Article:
Elliott served as athletic director at Miami from 1973 to 1978. In March 1978, Elliott rejoined his former boss, Bud Wilkinson, as an assistant with the NFL St. Louis Cardinals. Elliott served as Executive Director of the Pro Football Hall of Fame from 1979 to 1996 and was serving on its Board of Trustees. Elliott was also a member of the Sigma Chi fraternity and was selected as a Significant Sig.

Elliott died at the age of 86 of congestive heart failure on January 4, 2013, in Canton, Ohio. [2]

Head coaching record

YearTeamOverallConferenceStandingBowl/playoffsCoaches#AP°
Nebraska Cornhuskers (Big Seven Conference)(1956)
1956 Nebraska 4–63–34th
Nebraska:4–63–3
California Golden Bears (Pacific Coast Conference)(1957–1958)
1957 California 1–91–67th
1958 California 7–46–11stL Rose 1616
California Golden Bears (Athletic Association of Western Universities)(1959)
1959 California 2–81–34th
California:10–218–10
Illinois Fighting Illini (Big Ten Conference)(1961–1966)
1960 Illinois 5–43–4T–5th
1961 Illinois 0–90–710th
1962 Illinois 2–72–58th18
1963 Illinois 8–1–15–1–11stW Rose 43
1964 Illinois 6–34–3T–4th16
1965 Illinois 6–44–35th
1966 Illinois 4–64–3T–3rd
Illinois:31–34–122–26–1
Miami Hurricanes (NCAA Division I independent)(1973–1974)
1973 Miami 5–6
1974 Miami 6–5
Miami:11–11
Total:56–72–1
      National championship        Conference title        Conference division title or championship game berth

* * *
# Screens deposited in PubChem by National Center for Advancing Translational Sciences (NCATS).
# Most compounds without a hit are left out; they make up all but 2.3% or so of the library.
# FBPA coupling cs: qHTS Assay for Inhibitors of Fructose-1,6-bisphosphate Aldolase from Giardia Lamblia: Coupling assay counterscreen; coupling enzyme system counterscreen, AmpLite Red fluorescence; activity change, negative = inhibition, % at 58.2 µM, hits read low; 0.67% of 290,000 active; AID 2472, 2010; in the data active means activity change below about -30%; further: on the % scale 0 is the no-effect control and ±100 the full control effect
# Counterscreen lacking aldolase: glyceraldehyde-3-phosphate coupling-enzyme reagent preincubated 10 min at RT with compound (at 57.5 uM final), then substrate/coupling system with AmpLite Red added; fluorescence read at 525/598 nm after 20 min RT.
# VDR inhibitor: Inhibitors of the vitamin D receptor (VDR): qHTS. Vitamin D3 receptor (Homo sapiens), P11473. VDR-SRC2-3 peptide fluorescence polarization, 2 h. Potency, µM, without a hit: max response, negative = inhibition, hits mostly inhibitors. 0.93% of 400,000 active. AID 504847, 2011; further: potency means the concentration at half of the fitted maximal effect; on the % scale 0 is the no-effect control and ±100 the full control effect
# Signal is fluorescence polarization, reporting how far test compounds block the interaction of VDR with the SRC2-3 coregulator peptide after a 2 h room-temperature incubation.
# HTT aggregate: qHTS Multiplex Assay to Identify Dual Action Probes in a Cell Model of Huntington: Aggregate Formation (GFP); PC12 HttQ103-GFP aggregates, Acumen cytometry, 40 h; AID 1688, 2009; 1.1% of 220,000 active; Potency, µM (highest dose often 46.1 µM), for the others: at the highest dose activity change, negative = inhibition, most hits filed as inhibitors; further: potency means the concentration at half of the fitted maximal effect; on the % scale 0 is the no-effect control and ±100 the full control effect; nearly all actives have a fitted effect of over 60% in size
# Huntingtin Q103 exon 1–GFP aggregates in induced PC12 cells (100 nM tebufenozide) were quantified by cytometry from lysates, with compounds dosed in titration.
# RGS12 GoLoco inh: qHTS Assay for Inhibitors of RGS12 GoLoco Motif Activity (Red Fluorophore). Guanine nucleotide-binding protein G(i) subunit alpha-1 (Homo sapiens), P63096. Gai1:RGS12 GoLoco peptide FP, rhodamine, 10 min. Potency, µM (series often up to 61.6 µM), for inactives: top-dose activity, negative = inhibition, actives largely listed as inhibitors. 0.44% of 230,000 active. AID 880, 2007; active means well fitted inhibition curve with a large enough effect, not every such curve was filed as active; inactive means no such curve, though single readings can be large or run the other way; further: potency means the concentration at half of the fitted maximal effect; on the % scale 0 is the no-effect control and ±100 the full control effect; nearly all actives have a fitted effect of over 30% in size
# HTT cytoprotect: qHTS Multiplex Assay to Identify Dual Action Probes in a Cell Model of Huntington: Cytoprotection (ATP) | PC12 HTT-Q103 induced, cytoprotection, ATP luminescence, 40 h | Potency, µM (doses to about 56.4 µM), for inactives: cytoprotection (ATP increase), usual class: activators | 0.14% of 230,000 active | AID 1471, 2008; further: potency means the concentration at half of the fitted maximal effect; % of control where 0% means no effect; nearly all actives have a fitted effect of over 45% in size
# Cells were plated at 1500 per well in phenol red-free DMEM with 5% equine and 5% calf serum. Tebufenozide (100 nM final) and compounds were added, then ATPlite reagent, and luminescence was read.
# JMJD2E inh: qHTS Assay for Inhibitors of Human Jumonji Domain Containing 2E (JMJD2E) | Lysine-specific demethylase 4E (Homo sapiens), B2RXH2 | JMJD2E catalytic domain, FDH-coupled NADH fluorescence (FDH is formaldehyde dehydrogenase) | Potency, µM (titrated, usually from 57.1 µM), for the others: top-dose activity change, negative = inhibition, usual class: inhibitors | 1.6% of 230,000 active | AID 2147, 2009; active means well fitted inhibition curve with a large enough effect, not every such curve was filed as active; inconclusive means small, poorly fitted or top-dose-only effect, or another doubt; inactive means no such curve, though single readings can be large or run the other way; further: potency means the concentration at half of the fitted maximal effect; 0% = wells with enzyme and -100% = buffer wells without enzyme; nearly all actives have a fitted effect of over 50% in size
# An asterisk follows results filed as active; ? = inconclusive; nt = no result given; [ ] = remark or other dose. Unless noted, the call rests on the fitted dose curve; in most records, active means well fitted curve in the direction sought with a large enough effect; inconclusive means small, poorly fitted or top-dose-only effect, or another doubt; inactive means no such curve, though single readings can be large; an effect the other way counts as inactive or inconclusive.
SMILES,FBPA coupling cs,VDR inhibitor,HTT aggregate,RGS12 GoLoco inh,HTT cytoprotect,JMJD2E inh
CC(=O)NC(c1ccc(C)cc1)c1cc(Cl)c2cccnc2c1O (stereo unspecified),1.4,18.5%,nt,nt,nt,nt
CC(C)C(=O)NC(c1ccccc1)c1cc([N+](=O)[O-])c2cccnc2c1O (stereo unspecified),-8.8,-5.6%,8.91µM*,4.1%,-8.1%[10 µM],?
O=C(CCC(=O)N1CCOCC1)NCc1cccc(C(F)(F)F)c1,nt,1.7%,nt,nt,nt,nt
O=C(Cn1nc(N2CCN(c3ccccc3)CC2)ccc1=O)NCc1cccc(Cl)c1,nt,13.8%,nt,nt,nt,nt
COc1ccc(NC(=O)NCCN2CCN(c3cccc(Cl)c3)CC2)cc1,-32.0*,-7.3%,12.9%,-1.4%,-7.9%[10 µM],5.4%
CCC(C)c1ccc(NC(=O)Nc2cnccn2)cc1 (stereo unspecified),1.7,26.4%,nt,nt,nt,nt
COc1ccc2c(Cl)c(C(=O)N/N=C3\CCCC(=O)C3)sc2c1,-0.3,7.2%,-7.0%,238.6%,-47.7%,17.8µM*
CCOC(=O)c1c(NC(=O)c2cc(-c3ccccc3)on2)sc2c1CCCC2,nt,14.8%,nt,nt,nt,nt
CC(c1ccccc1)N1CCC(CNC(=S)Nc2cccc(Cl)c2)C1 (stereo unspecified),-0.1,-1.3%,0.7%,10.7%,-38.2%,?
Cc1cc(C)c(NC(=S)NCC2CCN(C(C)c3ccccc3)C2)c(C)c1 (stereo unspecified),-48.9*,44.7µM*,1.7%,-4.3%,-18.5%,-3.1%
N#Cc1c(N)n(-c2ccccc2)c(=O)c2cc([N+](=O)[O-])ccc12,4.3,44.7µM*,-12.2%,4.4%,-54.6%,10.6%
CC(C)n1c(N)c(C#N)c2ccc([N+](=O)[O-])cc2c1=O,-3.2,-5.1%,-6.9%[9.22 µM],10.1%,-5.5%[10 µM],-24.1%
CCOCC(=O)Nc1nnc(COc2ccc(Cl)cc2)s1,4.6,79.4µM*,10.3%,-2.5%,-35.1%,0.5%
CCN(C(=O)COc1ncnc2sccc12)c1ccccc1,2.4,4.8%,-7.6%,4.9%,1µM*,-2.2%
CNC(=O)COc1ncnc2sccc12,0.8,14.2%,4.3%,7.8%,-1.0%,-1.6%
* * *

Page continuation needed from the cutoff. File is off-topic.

See also

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History of Michigan Wolverines football in the Crisler years Aspect of history

The History of Michigan Wolverines football in the Crisler years covers the history of the University of Michigan Wolverines football program during the period from the hiring of Fritz Crisler as head coach in 1938 through his retirement as head coach after winning the 1948 Rose Bowl. Michigan was a member of the Big Ten Conference during the Crisler years and played its home games at Michigan Stadium.

History of Michigan Wolverines football in the Oosterbaan years Aspect of history

The History of Michigan Wolverines football in the Oosterbaan years covers the history of the University of Michigan Wolverines football program during the period from the promotion of Bennie Oosterbaan as head coach in 1948 through his firing after the 1958 season. Michigan was a member of the Big Ten Conference during the Oosterbaan years and played its home games at Michigan Stadium.

History of Michigan Wolverines football in the Elliott years Aspect of history

The History of Michigan Wolverines football in the Elliott years covers the history of the University of Michigan Wolverines football program during the period from the promotion of Bump Elliott as head coach in 1959 through his resignation after the 1968 season. Michigan was a member of the Big Ten Conference and played its home games at Michigan Stadium during the Elliott years. During the 10 years in which Elliott served as head football coach, Michigan compiled a record of 51–42–2 (.547) and claimed one Big Ten championship, one Rose Bowl victory, and two Chicago Tribune Silver Football awards for the most valuable player in the Big Ten. However, the Wolverines finished higher than third place in the Big Ten only twice.

References

  1. 1 2 Michigan Basketball 2007-08 (media guide).
  2. Goldstein, Richard (January 6, 2013). "Pete Elliott, Football All-American and Coach, Dies at 86". The New York Times . Retrieved May 2, 2017.